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Miniature Negative Pressure Dressings on Forearm Donor Sites after Radial Forearm Flap Harvest

Ray, Edward, MD,*; Mitchell, Stuart L., MD,*; Cordeiro, Peter G., MD

Plastic and Reconstructive Surgery – Global Open: June 2018 - Volume 6 - Issue 6 - p e1838
doi: 10.1097/GOX.0000000000001838
Ideas and Innovations
United States

Summary: Management of radial forearm donor sites following free flap reconstruction of head and neck tumor defects typically requires split-thickness skin grafting. Tendon exposure and delayed healing are occasional problems associated with skin grafting over the distal forearm musculature. Others have reported the use of negative pressure wound therapy (NPWT) devices to bolster split-thickness grafts and improve graft take. Although this approach works well, these devices are not always approved by third-party payers for outpatient use, requiring patients to remain in the hospital or have these devices removed before discharge. The authors report outcomes using a miniaturized NPWT device to bolster the skin graft on radial forearm free flap donor sites in 10 consecutive patients compared with 10 consecutive control patients managed with traditional bolster dressings. The 2 groups of patients were similar in terms of demographics, indication for reconstruction, and size of donor site. There was less skin graft loss and a lower rate of tendon exposure and infection in the miniaturized NPWT device group, though these results did not reach statistical significance. Recently developed miniaturized, single-use NPWT devices can be reliably used as bolsters for skin grafts with some notable advantages over reusable NPWT devices.

From the Plastic and Reconstructive Surgery Service, Memorial Sloan Kettering Cancer Center, New York, N.Y.

Published online 15 June 2018.

Received for publication June 22, 2017; accepted April 20, 2018.

* Drs. Ray and Mitchell contributed equally to this work.

The products used include PICO Single Use NPWT System (Smith & Nephew, Hull, United Kingdom), Adaptic® (Acelity, San Antonio, TX), and Xeroform® (DeRoyal Industries, Inc., Powell, Tenn.).

Disclosure: The authors have no financial interest to declare in relation to the content of this article. This research was funded in part through the NIH/NCI Cancer Center Support Grant P30 CA008748. The Article Processing Charge was paid for by the authors.

Peter G. Cordeiro, MD, Plastic and Reconstructive Surgery Service, Memorial Sloan Kettering Cancer Center, 1275 York Avenue, New York, NY 10065, E-mail: cordeirop@mskcc.org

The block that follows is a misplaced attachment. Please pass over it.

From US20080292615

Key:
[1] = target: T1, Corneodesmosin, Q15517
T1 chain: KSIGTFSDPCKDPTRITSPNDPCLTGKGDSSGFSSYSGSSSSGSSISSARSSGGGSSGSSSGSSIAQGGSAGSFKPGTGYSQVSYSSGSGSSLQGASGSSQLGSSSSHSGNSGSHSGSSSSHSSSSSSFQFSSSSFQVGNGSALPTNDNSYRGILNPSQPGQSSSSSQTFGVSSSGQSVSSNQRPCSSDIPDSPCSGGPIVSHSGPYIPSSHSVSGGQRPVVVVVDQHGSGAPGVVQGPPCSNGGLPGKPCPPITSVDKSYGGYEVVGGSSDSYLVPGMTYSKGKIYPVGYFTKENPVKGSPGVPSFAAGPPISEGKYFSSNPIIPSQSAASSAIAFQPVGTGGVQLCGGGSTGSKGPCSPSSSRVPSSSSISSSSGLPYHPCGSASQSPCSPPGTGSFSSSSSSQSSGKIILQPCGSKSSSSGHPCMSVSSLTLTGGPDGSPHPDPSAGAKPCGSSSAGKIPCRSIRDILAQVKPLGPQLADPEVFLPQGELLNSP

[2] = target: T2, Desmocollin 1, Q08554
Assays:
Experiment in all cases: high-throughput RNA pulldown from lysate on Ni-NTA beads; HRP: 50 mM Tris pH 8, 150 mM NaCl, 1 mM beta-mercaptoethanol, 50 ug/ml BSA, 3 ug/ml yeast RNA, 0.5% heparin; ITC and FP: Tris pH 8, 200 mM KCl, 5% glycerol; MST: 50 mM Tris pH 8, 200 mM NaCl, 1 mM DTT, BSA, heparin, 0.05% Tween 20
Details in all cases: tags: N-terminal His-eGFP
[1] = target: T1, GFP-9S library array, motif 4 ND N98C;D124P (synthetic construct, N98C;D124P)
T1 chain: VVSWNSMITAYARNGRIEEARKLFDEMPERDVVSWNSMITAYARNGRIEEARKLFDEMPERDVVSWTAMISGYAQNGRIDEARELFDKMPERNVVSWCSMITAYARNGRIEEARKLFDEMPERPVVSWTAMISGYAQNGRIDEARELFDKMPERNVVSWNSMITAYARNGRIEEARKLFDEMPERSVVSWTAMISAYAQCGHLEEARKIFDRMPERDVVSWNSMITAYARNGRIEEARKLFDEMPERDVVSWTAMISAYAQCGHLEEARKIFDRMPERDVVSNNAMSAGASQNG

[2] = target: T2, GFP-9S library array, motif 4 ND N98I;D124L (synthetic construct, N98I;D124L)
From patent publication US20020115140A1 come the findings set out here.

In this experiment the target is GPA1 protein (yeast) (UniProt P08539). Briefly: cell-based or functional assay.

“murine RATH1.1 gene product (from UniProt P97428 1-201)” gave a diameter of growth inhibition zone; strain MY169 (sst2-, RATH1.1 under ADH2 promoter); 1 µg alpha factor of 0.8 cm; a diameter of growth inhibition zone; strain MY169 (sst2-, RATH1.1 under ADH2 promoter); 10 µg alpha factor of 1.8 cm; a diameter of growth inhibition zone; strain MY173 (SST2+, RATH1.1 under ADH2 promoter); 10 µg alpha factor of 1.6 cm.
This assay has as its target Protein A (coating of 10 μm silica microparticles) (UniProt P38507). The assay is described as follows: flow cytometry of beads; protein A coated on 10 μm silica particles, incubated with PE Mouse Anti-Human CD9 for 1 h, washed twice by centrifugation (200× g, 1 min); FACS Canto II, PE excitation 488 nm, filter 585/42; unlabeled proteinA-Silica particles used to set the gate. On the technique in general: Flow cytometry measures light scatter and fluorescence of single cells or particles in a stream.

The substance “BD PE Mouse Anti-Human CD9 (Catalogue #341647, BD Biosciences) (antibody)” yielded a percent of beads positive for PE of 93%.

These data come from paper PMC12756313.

This is an open access article distributed under the Creative Commons Attribution License 4.0 (CCBY), which permits unrestricted use, distribution, and reproduction in any medium, provided the original work is properly cited.

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INTRODUCTION

Flap donor site management poses a secondary challenge in head and neck reconstruction following oncologic extirpation. Frequently used free flaps include the anterolateral thigh flap, the radial forearm flap, and the free fibula osseous, or osteocutaneous flap, each of which may leave a donor site that cannot be closed without a skin graft. The morbidity of failed skin grafts on donor sites includes tendon exposure, prolonged wound healing, and infection. Ensuring maximal skin graft take in such defects is of great importance, and others have demonstrated the benefit of negative pressure wound therapy (NPWT) for this purpose.1–8 Miniaturized, one-time use NPWT devices have recently become available.9 We present our experience with such a device used as a bolster for radial forearm free flap donor site skin grafts at the time of oncologic head and neck reconstruction.

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METHODS

We retrospectively reviewed the records for 20 consecutive patients who underwent head and neck tumor removal requiring a radial forearm free flap with a donor site that could not be closed primarily. All reconstructive procedures were performed by a single surgeon (P.C.). Split-thickness skin grafts (13/1000ths of an inch thick) obtained from the thigh were placed as pie-crusted sheet grafts over the flap donor sites. The grafts were sutured to the surrounding skin edges with 4-0 chromic gut suture. A contact layer of Adaptic (Acelity, San Antonio, Tex.) was applied over the skin graft, followed by either standard bolster dressing (control group, n = 10) or the proprietary absorptive/evaporative dressing supplied with the PICO (Smith & Nephew, Hull, United Kingdom) NPWT device (NPWT group, n = 10). Once attached and activated, the NPWT device maintained 80 mm Hg continuous negative pressure within the dressing (Fig. 1). To minimize skin graft shearing due to tendon excursion, the donor forearm was temporarily immobilized using a plaster volar wrist splint with thumb spica (both groups). On postoperative day 5, the splint was replaced with a removable wrist splint. The dressing was removed after 1 week to allow for skin graft assessment. The grafts were then redressed daily with a nonadherent Xeroform (DeRoyal Industries, Inc., Powell, Tenn.) petrolatum gauze layer, followed by a gauze wrap. Splinting continued until the graft adhered sufficiently and immobilization was no longer needed (Fig. 2).

Fig. 1

Fig. 1

Fig. 2

Fig. 2